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Mobile harbour cranes make their mark

MHCs have universal appeal and can be adapted to any local environment for any kind of dry cargo. According to one industry source, the market for MHCs last year came to 130 machines

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A Liebherr LHM four-rope crane for bulk handling operations
A Liebherr LHM four-rope crane for bulk handling operations

While data is not generally available for MHC sales, Liebherr states that it supplied 83 MHCs to customers in 40 countries in 2018. Based on its observations, that is roughly a 65% market share.


There is no way to verify Liebherr’s estimate of overall market size, but the company will clearly be aware of tenders all over the world. Of course, Liebherr and Konecranes Gottwald are the ‘big two’, but Italgru has stated that it delivered a total of 18 MHCs and pedestal offshore cranes in 2018, and it described the outlook for 2019 as very positive, with turnover set to increase by 30-40%.

As of January this year, Italgru said it had orders in hand for five MHCs from 80t to 140t lifting capacity, while a further 10 MHCs and 30 pedestal offshore cranes were under negotiation, with deliveries in 2019 and 2020. Some technical developments are also underway, although the company did not release any details.

China’s Genma, part of Rainbow Heavy Industries, has two MHCs scheduled for delivery to the Port of Acajutla in El Salvador in H1 2019. They are GHC150 cranes with a maximum capacity of 150t and maximum radius of 54m. They will be used for handling containers, general and bulk cargo.

New generation

Genma is confident that its new third generation MHC designs will be a success. The designs feature ‘smart’ (un)loading with automatic learning of the optimal load path and ‘intelligent’ grab technology. This optimises the fill rate according to product density and crane outreach, leading to up to 20% greater productivity in bulk handling, according to Genma.


The tower structure has been strengthened and, taking a leaf out of Gottwald’s book, Genma has added the option of a rubber-tyred portal undercarriage so that trucks or railcars can pass underneath. The new-design cranes have a modular construction to shorten delivery times and facilitate service and maintenance. A hydraulic accumulator stores gy and reuses it, saving fuel consumption.

Another point about Liebherr’s market estimates is that it does not take account of the growing presence of hydraulic materials handlers in the MHC market. The latest machines from Mantsinen and (soon) Sennebogen are able to work Panamax ships with loads of up to 40t (see p9-10).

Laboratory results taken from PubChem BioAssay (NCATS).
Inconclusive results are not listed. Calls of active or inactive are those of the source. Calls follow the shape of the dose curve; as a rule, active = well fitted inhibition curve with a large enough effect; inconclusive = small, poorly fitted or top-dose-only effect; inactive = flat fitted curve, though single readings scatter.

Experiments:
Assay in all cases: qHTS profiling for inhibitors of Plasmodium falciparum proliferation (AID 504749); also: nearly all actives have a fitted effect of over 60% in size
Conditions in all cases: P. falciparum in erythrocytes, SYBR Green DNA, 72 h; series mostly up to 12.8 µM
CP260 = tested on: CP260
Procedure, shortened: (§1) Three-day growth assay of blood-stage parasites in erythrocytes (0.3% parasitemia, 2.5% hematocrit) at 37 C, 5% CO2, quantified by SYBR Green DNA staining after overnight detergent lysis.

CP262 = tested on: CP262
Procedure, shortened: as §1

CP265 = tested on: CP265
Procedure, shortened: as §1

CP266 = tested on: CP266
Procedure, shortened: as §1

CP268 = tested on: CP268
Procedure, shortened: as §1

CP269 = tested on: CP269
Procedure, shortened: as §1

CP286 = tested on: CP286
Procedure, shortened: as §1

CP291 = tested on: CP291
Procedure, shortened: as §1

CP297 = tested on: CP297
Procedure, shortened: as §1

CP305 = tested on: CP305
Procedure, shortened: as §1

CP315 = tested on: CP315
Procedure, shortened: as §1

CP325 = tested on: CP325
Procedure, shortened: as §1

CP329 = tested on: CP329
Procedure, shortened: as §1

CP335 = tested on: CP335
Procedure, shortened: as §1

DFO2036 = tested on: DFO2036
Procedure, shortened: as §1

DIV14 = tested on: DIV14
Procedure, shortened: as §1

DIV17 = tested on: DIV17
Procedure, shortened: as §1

Biggest yet

Looking at Liebherr, the company says it sold six units of its biggest MHC, the LHM 800, in 2018, including two four-rope bulk variants for Saqr Port Authority and a second four-rope heavy lift handler (up to 316t) to the Port of Bronka in Russia.


Near the other end of the scale, two of Liebherr’s second smallest model, the LHM 180, are in service in four-rope configuration for bulk handling at India’s first inland waterway terminal in Varanasi, on the left bank of the River Ganga, 780 km east of Delhi. The cranes are also used to handle containers and general cargo.

The port is part of the World Bank-aided Jal Marg Vikas project of the Inland Waterways Authority of India. Three other terminals are under construction at Sahibganj, Haldia and Gazipur. The project will enable commercial navigation of vessels with capacity of 1,500- 2,000 dwt on the Ganga. The cranes were initially sold to Afcons Infrastructure Ltd, part of the Shapoorji Pallonji Group.

During Q4 2018, Saqr Port, part of Rak Ports Group ordered three very large G HMK 8410 B cranes from Konecranes for delivery in April (two units) and July this year, adding to 11 Gottwald cranes already in operation there.


Saqr Port is the major bulk terminal in the Middle East and the new four-rope cranes will handle mostly inbound and outbound coal, limestone and clinker. The grab curve is 63t (grab plus load) and Gottwald claims the cranes have
the highest operating speeds on the market.


David Owen, engineering manager at Saqr Port, said: “We have operated mobile harbour cranes from Konecranes for many years, which have proven to be very efficient. The new Model 8 cranes will help us to boost productivity in Saqr Port sustainably.” The cranes will be prepared to be hooked up to the terminal’s electricity grid.


Shipment methods

Liebherr and Gottwald have previously explained how each crane shipment is analysed in detail with the carrier according to weather patterns and the customer’s requirements. In one recent shipment, a BigLift heavy lift vessel delivered an LHM 600 from Rostock to Florida’s Port Canaveral, fully erect but with the boom and all counterweight sections removed and stowed separately. An SAL heavy lift ship transported two cranes, an LHM 550 and an LHM
600, to the Port of Ravenna fully erect with the boom attached and stowed in the high position.

The four-rope Ravenna cranes, for SAPIR and its affiliate Terminal Nord, represent an investment of €7M and each was delivered with a 23 m3 grab as well as cargo hook. SAPIR took delivery of its first four-rope LHM 600 at Darsena San Vitale two years ago. Both cranes can perform lifts up to 208t, and SAPIR is looking to perform lifts up to 400t using the cranes in tandem.


Project cargo is of growing importance to SAPIR and will be further developed with the realisation of Ravenna Port Hub. Mauro Pepoli, managing director of SAPIR and president of Terminal Nord, explained that in other Adriatic ports,
movement of pieces of exceptional size and weight requires chartering of heavy geared vessels, which are costly and not always available.




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